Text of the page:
Not sure what to do in the meantime? You will most likely need to stake your tomatoes. Again, depends on the variety. Bush tomatoes may need to be staked or caged for support. But, indeterminate tomatoes, or vine tomatoes, will definitely need support since they continue to grow all season. A trellis works nicely with vine tomatoes or a tomato cage.
Should you prune tomatoes? Depends on who you ask! Suckers, or side shoots, grow in the "v" of the stem and branch. You can pinch them off or leave them. Leaving the suckers on produces more tomatoes. But these will be smaller tomatoes. If you have a large tomato plant, like the indeterminate, you might want to prune the side shoots here and there. But don't go too prune-crazy, you want these plants to produce.
When to Harvest Tomatoes
Tomatoes usually take 60-80 days from transplant to harvest. Just pick them when they have turned their full color. You can pick them early and let them ripen in the windowsill. But, the best tomato flavor is one that has ripened on the vine.
Keep an eye out for tomato hornworms. They are the large, beautiful (ugly) green worms that blend nicely with the stems. Plant borage to deter these worms. Diatomaceous Earth is another great Organic solution to pest control. Sprinkle DE around the base of the plant as well as on the leaves. Do not use DE on flowers or flowering plants. Organic Neem Oil can be used against "muching insects" but should be applied in the evening or early morning (according to the instructions provided).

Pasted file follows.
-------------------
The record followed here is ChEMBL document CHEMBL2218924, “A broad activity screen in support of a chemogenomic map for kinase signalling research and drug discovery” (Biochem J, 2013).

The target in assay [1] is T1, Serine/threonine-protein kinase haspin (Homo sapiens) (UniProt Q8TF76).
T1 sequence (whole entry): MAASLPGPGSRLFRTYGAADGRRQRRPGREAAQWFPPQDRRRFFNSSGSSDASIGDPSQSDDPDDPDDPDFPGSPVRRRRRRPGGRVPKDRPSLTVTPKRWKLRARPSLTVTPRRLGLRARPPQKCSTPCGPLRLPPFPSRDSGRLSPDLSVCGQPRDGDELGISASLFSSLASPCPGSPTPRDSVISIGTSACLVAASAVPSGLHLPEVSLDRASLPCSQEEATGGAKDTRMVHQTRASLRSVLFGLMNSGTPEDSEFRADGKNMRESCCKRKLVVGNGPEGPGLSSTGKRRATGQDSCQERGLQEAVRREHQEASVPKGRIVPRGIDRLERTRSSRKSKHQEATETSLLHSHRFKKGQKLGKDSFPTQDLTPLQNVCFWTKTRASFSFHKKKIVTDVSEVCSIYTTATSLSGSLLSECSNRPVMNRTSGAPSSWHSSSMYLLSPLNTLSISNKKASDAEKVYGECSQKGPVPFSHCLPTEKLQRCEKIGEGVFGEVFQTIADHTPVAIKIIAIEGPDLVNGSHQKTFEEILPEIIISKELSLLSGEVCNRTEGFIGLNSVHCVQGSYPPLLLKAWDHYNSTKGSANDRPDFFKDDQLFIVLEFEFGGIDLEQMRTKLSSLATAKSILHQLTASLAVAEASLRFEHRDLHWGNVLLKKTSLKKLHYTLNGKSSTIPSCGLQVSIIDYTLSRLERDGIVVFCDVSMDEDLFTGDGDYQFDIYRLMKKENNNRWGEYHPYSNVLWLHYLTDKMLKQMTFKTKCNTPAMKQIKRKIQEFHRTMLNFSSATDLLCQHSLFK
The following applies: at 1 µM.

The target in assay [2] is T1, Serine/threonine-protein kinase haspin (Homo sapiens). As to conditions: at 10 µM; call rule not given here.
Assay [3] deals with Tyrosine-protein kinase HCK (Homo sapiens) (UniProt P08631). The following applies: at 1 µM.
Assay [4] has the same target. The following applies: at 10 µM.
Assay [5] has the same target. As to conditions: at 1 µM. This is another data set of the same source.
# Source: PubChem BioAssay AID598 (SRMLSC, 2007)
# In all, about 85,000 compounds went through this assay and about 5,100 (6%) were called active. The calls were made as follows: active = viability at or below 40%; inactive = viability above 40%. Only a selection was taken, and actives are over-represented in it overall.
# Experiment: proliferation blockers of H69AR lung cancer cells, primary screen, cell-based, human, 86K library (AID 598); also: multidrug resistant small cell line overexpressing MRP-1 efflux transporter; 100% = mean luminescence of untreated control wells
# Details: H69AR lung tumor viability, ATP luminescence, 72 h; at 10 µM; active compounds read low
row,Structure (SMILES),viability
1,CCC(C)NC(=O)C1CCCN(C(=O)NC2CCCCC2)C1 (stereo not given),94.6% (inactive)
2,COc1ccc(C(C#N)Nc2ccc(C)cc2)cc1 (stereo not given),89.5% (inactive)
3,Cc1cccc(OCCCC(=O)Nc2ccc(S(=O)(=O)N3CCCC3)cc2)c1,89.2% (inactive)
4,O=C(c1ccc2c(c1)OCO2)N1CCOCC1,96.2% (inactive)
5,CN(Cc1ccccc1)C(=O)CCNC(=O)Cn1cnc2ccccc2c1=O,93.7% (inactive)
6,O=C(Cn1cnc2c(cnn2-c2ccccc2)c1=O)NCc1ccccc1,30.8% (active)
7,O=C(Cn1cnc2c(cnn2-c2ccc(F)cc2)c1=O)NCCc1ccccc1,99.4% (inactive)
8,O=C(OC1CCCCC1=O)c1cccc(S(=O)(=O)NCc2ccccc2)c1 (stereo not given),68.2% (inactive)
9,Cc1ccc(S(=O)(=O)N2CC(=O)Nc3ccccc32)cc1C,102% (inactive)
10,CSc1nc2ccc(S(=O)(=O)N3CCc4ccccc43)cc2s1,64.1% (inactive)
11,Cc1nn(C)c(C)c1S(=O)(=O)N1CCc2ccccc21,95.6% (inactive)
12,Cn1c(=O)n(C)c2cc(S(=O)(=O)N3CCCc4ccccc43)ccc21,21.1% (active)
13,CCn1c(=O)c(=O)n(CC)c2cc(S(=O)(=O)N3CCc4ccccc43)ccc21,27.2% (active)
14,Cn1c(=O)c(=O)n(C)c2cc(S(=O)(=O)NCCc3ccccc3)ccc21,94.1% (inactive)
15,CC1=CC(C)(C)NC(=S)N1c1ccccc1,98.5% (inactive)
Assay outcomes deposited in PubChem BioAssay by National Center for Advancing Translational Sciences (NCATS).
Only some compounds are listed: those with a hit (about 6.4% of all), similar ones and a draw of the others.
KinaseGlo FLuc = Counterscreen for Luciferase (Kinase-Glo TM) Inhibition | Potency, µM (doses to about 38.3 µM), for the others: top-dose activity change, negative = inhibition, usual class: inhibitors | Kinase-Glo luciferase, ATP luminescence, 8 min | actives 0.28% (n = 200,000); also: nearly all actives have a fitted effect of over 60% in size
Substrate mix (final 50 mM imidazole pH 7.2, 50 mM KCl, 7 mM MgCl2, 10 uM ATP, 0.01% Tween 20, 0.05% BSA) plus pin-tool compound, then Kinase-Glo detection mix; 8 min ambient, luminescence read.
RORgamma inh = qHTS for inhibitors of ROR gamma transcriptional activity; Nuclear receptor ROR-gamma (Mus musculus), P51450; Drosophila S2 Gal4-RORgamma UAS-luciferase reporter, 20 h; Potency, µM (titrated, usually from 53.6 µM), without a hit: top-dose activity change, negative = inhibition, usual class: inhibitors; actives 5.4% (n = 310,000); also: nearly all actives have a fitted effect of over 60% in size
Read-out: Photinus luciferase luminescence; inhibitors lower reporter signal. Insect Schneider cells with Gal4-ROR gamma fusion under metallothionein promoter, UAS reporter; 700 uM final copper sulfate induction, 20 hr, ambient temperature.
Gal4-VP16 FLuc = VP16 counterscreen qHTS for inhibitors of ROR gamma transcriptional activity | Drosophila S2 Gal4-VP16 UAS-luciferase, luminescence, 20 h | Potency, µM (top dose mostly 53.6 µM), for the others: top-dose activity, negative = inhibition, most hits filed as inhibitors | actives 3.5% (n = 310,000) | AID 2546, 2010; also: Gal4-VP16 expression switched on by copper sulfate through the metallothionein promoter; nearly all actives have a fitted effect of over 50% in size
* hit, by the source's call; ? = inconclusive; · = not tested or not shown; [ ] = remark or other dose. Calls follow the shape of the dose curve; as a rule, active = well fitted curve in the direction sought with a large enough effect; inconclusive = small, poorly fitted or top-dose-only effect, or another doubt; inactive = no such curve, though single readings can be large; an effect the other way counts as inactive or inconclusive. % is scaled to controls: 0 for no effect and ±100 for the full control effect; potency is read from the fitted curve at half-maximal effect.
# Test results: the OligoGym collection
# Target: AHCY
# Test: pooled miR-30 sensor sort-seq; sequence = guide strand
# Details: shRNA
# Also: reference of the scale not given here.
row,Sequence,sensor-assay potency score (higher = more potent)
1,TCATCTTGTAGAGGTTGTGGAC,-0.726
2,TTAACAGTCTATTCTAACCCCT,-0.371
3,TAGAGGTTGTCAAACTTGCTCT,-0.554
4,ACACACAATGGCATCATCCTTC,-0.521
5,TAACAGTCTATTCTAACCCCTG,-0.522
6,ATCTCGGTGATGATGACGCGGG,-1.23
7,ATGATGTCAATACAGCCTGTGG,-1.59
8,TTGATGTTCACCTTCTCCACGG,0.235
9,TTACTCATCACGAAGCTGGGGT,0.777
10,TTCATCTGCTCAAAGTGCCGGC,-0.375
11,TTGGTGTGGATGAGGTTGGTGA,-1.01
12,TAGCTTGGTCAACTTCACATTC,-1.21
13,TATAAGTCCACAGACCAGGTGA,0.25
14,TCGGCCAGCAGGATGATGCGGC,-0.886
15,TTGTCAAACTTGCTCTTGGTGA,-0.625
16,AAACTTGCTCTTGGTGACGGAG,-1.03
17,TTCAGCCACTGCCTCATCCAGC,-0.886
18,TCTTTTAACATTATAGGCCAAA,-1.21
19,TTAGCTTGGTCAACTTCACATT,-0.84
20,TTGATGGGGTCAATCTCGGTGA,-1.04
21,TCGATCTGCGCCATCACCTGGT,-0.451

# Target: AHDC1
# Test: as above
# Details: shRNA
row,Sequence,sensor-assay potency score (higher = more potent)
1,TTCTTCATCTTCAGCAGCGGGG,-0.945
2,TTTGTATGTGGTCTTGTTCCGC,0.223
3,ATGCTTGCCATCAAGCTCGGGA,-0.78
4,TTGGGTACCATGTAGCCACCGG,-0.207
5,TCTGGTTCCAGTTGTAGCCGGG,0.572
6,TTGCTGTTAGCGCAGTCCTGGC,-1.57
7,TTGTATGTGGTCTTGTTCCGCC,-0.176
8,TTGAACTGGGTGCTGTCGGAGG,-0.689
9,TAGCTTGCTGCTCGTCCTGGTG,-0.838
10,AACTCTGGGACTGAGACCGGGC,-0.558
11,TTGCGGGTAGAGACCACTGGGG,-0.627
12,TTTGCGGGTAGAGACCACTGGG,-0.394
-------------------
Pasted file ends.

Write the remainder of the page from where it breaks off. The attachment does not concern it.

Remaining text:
If you have additional questions about getting started or would like more info please feel free to ask. As always, I am happy to help. If you'd like to check out some of our gardening tips, check out our fb page.
It's a never-ending adventure here on the homestead and at Mary's Heirloom Seeds. We are constantly working to share education, DIY info while providing tip-top customer service and AMAZING seeds! This is an older blog post from Back to the Basics that we decided to re-vamp and share with you. We love EASY DIY projects!
To get started, you'll need: 1- 50 foot root of fencing material or chicken wire 1 pack of electrical ties (5-8 per tomato cage) wire cutters measuring tape
I started with a 50 foot roll of fencing material then cut 5 foot long pieces to make cages 18 inches in diameter. Instead of bending the ends to make hooks to hold them together I used electrical ties. When I am done using the cages I can simply cut the electrical ties (I call them zip ties) and store the cages easier.
I snipped the ends off when I was finished.
Thanks to Doc who is super handy, no one was seriously injured during this process.
We used these cages in Florida and they were very easy to break down (snip the electrical ties) and move to our next homestead.
In order to keep these cages from tipping over, we trimmed the bottom "ring" of the chicken wire, leaving just the spikes. Shove the spiked ends into the ground and they'll stay upright. IF you live in very windy areas, you can secure them with tent spikes (or something like it)
I hope you have enjoyed another educational article. If you have additional questions, please leave a comment below or send an email to firstname.lastname@example.org